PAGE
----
Tuesday, July 28, 2009

berry disappointing

When I arose today, I declared that today would be a good day for wild blueberry-picking. Sometimes I declare stuff for no discernible reason. But today's declaration had reason enough.

Last year at this time, Friend #12 and I high-tailed it to the Adirondacks and harvested buckets of blue from the side of the road and from one extremely perfect forest grove we happened upon. This year, I ventured forth solo as everyone at our old stone home was hard at work.

Some people work for a living. I get to play. That's what my dear family says when I stay home to clean, cook, fold laundry, and play online scrabble.

Whoops. I let my slip show.

Blue-berrying is hard work. Really. No one believes me about this and also about many other things. Like practicing opera, for example.

At any rate, in one sweet hour I was at the edge of the mountains, spying the sides of the highway for short scrubby bushes bearing little azure jewels.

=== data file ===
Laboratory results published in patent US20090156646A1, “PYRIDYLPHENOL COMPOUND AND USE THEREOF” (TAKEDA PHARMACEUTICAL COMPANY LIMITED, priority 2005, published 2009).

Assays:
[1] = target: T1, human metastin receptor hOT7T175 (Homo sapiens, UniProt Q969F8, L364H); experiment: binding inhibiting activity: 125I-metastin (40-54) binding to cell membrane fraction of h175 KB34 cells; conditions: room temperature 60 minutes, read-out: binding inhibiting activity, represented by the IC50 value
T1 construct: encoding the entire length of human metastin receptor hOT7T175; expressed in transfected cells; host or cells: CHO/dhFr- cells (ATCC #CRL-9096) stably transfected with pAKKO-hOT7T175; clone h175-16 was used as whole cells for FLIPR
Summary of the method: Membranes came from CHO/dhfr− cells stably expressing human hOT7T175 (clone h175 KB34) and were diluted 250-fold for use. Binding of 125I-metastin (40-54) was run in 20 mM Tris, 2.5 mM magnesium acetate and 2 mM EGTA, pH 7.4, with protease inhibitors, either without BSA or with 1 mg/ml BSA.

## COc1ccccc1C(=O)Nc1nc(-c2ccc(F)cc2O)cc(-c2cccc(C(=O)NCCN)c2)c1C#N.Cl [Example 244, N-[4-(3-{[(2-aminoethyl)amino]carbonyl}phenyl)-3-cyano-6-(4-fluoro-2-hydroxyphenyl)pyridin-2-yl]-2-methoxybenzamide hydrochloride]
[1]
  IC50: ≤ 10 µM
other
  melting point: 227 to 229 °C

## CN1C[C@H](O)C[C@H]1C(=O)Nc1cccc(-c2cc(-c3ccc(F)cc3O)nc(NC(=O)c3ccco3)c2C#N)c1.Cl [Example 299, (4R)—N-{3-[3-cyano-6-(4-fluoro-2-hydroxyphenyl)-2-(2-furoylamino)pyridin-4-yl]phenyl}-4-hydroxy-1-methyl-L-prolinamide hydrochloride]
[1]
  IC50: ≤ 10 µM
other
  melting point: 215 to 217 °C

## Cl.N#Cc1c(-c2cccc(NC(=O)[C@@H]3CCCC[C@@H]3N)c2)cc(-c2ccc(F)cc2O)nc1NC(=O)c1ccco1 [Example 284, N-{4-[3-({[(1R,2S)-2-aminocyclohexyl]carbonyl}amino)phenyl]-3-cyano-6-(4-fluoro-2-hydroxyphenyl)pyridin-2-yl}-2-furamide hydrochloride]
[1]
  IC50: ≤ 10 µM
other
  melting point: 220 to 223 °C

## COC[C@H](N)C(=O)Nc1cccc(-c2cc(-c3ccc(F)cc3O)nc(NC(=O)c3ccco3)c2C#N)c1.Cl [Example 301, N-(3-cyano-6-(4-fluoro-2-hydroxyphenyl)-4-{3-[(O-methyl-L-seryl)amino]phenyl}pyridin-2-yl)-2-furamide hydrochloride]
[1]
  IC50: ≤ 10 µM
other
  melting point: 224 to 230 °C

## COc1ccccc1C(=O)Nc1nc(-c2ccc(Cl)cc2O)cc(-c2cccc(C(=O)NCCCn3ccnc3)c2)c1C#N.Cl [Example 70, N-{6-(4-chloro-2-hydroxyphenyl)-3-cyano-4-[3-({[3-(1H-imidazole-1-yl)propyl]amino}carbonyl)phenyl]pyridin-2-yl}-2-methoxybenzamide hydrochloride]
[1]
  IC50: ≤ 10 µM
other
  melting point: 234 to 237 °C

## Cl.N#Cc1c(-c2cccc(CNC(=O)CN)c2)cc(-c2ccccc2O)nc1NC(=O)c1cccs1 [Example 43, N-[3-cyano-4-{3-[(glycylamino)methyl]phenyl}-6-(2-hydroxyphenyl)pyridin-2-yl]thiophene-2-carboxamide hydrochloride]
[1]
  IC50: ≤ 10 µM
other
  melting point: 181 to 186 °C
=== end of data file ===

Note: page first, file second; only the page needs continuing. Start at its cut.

I was sorely disappointed. It seems that blueberry season is at least a week behind, owing to our rainy and unseasonably chilly summer season. I prowled around like a bear for a good while, scavenging a few quarts, before I gave up and tried a different tack.

I left my bucket behind and stepped into the woods to explore.

Within minutes, I spied blue, but not the kind of blue one might expect.
I can sniff out a body of water like a bloodhound.

Who needs wild blueberries to be completely happy?

The forest floor was replete with other colorful things, probably not for eating. But I enjoyed them anyway.

Back at home. a few precious cups of blueberries were tossed into a recipe for Blueberry Buttermilk Muffins with streusel topping. Please don't ask me for the recipe. It left my head as soon as the muffins went into the oven. And since at least three of those scrumptious delights went into my stomach, I can't think straight about much, anyway.

If I roll out of bed in the next two weeks with a new declaration about berry-picking, you will know about it. I rarely can resist posting pictures of my haul on this here blog.

Saturday, July 25, 2009

the wedding gown